Monday, November 20, 2017
Politics

Kriseman-Baker debate set for July 25 sponsored by the Times, Bay News 9, St. Pete College

RECOMMENDED READING


ST. PETERSBURG — The biggest mayoral contest in city history is going primetime.

Mayor Rick Kriseman will debate former Mayor Rick Baker in front of a live television audience July 25 at the Palladium Theater in downtown St. Petersburg. The debate is sponsored by the Tampa Bay Times and Bay News 9 along with the Institute for Strategic Policy Solutions at St. Petersburg College.

SUNSHINE CITY SHOWDOWN: Keep up with the Tampa Bay Times coverage of the St. Petersburg mayoral race.

Rick vs. Rick: Closing Albert Whitted sewage plant could impact St. Petersburg mayor's race (May 29, 2017)

In St. Petersburg's mayoral race, Rick Kriseman and Rick Baker rake in the big bucks, exceed $500,000 each (June 8, 2017)

Rick vs. Rick: Which St. Petersburg mayor paid the highest salaries at City Hall? (June 12, 2017)

FOR MORE COVERAGE: All the Times coverage of the mayor's race is one click away.

The hour-long debate will start at 7 p.m. and be moderated by Times Political Editor Adam C. Smith and Bay News 9 anchor Holly Gregory.

"The tale of two mayors is one of the most substantial and competitive races we've seen in some time," Times Editor Neil Brown said. "The Times has convened mayoral debates in St. Petersburg and Tampa for every race in recent memory and so we're excited to partner with Bay News 9 to bring about a signature conversation in this campaign."

The timing is auspicious: Earlier that day, ten of thousands of mail ballots will start going out to Sunshine City voters for the Aug. 29 primary election.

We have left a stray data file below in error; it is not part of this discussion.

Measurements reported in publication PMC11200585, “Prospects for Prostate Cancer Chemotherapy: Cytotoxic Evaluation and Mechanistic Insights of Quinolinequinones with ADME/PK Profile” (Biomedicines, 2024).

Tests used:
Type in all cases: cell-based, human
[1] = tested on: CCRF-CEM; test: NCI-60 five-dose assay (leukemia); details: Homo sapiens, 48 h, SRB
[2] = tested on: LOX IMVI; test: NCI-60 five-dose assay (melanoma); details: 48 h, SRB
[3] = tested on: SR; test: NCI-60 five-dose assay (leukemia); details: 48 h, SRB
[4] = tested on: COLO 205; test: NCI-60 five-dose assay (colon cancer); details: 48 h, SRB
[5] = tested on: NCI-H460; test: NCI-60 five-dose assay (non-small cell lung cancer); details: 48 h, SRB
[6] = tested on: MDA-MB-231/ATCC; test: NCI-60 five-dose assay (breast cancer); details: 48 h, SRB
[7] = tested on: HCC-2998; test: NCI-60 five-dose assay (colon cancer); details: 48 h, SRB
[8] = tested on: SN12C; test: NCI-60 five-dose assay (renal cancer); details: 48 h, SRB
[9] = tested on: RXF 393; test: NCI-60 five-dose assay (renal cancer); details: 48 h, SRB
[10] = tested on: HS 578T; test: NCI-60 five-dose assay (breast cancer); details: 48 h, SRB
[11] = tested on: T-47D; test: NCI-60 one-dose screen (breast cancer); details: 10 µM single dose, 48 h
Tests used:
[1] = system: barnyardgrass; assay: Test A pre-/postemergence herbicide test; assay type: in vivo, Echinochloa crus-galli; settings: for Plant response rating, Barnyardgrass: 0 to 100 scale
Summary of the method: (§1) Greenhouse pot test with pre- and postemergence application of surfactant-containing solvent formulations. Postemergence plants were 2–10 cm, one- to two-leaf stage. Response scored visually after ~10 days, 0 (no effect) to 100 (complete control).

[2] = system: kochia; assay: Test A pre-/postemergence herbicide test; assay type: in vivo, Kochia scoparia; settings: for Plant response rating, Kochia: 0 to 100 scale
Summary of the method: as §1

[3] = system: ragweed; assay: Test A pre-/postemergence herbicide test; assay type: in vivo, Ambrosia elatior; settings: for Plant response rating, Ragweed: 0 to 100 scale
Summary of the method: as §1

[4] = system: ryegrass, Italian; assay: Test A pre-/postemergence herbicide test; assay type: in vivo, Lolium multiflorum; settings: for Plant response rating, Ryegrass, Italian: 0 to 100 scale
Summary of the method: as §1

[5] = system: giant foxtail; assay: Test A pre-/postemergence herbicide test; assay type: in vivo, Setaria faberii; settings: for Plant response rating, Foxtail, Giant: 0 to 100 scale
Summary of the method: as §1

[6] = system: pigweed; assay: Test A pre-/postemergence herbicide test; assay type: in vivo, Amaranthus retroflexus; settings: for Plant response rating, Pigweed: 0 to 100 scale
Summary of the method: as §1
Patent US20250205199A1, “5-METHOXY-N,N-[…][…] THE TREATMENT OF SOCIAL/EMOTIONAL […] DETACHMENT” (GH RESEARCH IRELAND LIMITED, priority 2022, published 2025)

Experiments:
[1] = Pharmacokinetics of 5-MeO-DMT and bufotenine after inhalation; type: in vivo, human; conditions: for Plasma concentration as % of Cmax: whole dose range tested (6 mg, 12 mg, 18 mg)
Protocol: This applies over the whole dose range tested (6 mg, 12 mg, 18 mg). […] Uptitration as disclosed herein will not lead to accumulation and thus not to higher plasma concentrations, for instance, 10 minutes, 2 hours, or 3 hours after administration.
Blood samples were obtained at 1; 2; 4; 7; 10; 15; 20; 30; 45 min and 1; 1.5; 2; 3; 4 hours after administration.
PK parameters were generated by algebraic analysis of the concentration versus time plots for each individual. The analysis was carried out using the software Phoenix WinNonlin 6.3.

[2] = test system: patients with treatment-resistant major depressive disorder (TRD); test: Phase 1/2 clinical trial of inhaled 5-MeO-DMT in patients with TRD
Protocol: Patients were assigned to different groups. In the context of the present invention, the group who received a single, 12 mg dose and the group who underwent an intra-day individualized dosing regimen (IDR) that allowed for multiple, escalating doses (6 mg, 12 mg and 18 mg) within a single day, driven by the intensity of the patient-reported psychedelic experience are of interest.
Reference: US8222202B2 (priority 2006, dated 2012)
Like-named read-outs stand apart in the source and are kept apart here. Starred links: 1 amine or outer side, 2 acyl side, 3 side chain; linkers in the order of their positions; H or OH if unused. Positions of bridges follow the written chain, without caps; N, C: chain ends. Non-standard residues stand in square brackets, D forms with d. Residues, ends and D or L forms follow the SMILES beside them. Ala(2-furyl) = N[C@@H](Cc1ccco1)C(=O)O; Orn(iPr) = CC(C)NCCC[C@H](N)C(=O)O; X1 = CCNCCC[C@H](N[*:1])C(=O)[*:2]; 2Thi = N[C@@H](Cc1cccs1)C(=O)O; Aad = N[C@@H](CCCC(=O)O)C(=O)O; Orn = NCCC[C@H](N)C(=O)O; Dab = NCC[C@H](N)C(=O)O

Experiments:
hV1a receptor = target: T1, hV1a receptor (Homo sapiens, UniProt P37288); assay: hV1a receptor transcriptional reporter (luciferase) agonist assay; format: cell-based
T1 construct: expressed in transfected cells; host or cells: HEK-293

Kriseman, 54, a Democrat, and Baker, 60, a Republican, will have at least one additional opponent in the nonpartisan mayoral contest.

Jesse Nevel, 27, qualified in the mayoral race. He is running in coordination with another candidate associated with the African People's Socialist Party. Several other potential candidates have announced plans to run for mayor. The exact number who qualify for the ballot won't be known until the qualifying period ends Friday at 5 p.m.

The Times, Bay News 9 and St. Petersburg College invited only Kriseman and Baker to the debate. In the absence of complete local polling, the Times decided to rely on fundraising totals to determine which candidates will participate.

Within a month of Baker's entry into the race, he and Kriseman smashed all previous fundraising records for a St. Petersburg mayoral race. Each has collected more than $500,000. For now, Baker has an edge in campaign cash, both in the amount raised and in cash on hand.

If a candidate gains more than 50 percent of the vote in the August primary, the election is over. If no one can reach that threshold, they'll battle on until Nov. 7.

The two leading candidates haven't appeared in a candidate forum or debate, but have repeatedly jousted in the press.

Kriseman portrays Baker as an out-of-touch Republican who would take the city backward. The incumbent touts his record of inclusion and support of the LGBT community, economic development and resolving longstanding city stalemates over the future of the Tampa Bay Rays in St. Petersburg and a replacement for the pier. He frequently ties Baker to national GOP politics, especially President Donald Trump and climate change denial.

Baker charges Kriseman with playing partisan politics in a nonpartisan election. He says his record as mayor from 2001-10 demonstrates his ability to unify an increasingly fractured city along racial and class lines. He also blames Kriseman's lack of leadership for the recent sewage crisis that saw the city release 200 million gallons of sewage since August 2015, drawing attention from state and federal investigators.

The Kriseman campaign issued a statement Tuesday saying the mayor looked forward to discussing his record.

"I look forward to a debate about how we can keep St. Pete moving forward," Kriseman said. "My administration has a clear record of delivering progress for St. Pete by reducing crime, addressing our infrastructure needs, and keeping St. Pete's economy moving forward.

"I'm excited to talk about that record and how we can continue to lower crime and create even more opportunity for everyone in our great city."

The Baker campaign also sent out a statement.